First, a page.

Want To Improve Galling Resistance For Stainless Steel Surfaces?
Stainless steel materials and surfaces are known to possess a high resistance to corrosive environments. Highly alloyed graded stainless steels can resist corrosion in most acids, alkaline solutions whilst low alloyed graded stainless steels can resist corrosion in atmospheric conditions. However, not all stainless steel surfaces are naturally protected from the negative effects of galling, e.g., austenitic stainless steels. What can you do to improve the galling resistance of stainless steel surfaces? Let’s find out more.
What is Galling?
Also known as cold welding, galling is a form of severe adhesive wear. This type of adhesive wear can occur when two metal surfaces, facilitating the transfer of material, remain in relative motion under sufficient load (the load disrupts the protective oxide layer that covers the surface asperities of the metal).
Metal surfaces, which are exposed to poor lubrication and/or high stress conditions, allow surface protrusions and large fragments to form over a larger surface area – leading to the galling of the surfaces. Galling problems should never be ignored because they can cause seizure of metal components.
You Can Apply Wear Coatings
The first method to improve wear and galling resistance is by changing the characteristics of a stainless steel surface. To do this you can choose between applying chromium deposits or nitriding coatings.
- Chromium Deposits
Chromium deposits are great options to improve galling resistance. These materials are typically applied directly to the substrate and its thickness can range from 0.003 to 0.5 mm. It is useful to note that decorative coatings seldom exceed 0.003 mm. If your stainless steel components are regularly subjected to high-pressure and/or high temperature applications, electro-deposited chromium coatings are not recommended for these applications. It will reduce the hardness of the coating, which leads to spalling and cracking. You can consider HVOF chromium carbide coatings instead.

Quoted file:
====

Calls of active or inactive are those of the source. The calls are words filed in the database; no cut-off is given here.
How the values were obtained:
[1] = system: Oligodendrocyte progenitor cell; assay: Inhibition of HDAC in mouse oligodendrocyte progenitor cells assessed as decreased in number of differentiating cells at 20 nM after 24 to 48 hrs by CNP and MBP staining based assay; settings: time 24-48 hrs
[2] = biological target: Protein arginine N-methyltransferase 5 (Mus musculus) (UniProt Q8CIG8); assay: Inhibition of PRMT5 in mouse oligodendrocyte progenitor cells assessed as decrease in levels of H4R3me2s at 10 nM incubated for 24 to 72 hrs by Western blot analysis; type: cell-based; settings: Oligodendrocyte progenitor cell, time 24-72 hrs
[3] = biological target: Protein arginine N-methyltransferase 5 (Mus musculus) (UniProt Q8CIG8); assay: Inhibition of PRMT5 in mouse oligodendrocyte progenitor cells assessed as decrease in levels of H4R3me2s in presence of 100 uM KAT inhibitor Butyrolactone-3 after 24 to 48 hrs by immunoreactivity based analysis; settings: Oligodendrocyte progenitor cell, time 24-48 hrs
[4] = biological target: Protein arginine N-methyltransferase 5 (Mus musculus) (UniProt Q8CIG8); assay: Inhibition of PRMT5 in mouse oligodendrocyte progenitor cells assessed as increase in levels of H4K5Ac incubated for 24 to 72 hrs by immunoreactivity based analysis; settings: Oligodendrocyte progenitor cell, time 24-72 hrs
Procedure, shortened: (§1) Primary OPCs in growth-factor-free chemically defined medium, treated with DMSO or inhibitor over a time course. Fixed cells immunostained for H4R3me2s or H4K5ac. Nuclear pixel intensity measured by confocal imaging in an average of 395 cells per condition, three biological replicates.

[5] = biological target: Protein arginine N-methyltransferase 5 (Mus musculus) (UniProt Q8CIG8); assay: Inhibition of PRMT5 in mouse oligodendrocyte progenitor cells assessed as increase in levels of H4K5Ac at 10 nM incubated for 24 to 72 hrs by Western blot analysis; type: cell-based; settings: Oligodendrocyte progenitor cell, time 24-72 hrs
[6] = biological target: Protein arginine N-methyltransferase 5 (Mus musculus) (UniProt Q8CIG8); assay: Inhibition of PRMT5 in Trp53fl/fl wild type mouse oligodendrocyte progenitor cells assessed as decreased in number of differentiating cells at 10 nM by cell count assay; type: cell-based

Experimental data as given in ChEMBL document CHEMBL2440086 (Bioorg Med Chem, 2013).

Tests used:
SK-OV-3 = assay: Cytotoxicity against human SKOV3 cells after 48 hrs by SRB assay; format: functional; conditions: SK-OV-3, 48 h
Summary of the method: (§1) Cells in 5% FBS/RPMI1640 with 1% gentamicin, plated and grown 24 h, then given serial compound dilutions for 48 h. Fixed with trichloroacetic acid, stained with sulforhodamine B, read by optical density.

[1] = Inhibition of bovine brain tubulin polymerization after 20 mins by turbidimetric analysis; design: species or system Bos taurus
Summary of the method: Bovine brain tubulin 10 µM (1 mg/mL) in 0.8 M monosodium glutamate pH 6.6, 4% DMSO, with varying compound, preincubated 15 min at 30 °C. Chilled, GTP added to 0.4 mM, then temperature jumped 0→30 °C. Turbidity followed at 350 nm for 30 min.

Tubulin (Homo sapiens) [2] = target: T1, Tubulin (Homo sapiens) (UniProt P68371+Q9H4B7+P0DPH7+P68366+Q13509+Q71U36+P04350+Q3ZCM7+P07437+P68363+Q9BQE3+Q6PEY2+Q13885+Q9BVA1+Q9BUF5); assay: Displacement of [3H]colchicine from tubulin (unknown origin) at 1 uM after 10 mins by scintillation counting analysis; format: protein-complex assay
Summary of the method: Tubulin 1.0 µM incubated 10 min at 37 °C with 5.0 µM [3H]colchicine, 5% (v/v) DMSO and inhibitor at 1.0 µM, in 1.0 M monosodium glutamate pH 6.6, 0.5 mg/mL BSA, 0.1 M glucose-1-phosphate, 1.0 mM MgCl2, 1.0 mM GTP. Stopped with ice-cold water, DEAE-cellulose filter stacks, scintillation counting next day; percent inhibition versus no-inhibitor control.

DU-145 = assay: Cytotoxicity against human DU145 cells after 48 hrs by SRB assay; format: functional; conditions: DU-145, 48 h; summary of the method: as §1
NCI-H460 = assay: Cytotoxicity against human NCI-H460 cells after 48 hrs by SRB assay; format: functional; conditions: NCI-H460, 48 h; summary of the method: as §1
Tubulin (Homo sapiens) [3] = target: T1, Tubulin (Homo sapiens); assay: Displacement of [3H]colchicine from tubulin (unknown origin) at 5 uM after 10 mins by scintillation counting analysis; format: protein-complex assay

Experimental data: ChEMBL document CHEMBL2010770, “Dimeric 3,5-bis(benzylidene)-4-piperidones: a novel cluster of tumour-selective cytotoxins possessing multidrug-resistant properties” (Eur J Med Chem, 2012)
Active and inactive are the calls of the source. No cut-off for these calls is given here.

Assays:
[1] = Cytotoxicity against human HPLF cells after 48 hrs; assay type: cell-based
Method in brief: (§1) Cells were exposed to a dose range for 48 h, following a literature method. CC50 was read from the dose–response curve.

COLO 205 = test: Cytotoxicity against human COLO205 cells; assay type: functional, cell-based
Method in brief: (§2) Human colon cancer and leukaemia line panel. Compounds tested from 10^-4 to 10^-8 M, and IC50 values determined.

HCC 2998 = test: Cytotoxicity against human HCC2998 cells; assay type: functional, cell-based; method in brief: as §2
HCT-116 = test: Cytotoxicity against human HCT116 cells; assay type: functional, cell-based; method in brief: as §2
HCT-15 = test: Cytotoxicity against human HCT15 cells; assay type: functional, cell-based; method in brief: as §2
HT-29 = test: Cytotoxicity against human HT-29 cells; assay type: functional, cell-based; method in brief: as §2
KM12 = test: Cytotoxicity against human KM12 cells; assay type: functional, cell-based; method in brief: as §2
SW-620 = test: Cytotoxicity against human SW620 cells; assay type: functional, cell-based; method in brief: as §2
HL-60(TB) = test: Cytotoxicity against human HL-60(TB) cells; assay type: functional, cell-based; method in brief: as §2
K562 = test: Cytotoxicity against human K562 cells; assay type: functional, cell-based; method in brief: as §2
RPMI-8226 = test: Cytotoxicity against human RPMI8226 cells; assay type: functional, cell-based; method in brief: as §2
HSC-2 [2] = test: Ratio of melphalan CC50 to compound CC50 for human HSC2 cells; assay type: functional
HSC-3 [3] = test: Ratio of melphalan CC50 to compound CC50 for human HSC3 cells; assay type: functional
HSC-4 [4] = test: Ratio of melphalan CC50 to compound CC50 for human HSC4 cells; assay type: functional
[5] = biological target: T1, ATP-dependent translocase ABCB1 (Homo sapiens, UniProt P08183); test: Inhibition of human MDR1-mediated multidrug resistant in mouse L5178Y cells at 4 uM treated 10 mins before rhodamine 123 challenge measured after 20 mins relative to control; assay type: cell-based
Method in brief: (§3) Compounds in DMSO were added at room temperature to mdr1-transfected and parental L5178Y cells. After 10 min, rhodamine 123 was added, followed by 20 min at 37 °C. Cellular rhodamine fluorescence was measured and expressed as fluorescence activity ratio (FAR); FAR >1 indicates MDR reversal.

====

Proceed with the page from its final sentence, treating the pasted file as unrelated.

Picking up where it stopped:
It is important to note that the scope for nitriding is limited. The corrosion resistance of the stainless steel surface can be reduced due to depletion of chromium at the surface, where chromium nitrides are formed. In addition, there is a risk of intergranular corrosion. This may happen as nitriding temperature can cause precipitation of carbides at the steel grain boundaries.
Another point to note is that austenitic stainless steels do not benefit from nitriding coating procedures. With that in mind, nitriding produces better results when applied on precipitation-hardening and martensitic stainless steels. By hardening the surface layer and strengthening the substrate core of the steel, mating components can withstand load bearing applications better.
You Can Apply Lubrication
It is common practice for professionals to apply lubrication to stainless steel fasteners as a method of preventing galling. Depending on service conditions, lubrication can take several forms; from the application of greases and oils to solid lubrication systems like polytetrafluoroethylene and thermosetting coatings.
Since polytetrafluoroethylene does not need to be applied on-site and can be applied under workshop conditions, it has an additional advantage when compared to greases. By facilitating the application of lubrication in a clean and controlled workshop, the risk of contamination pick up is much lower. This also helps maintain optimum corrosion resistance of the fastener system.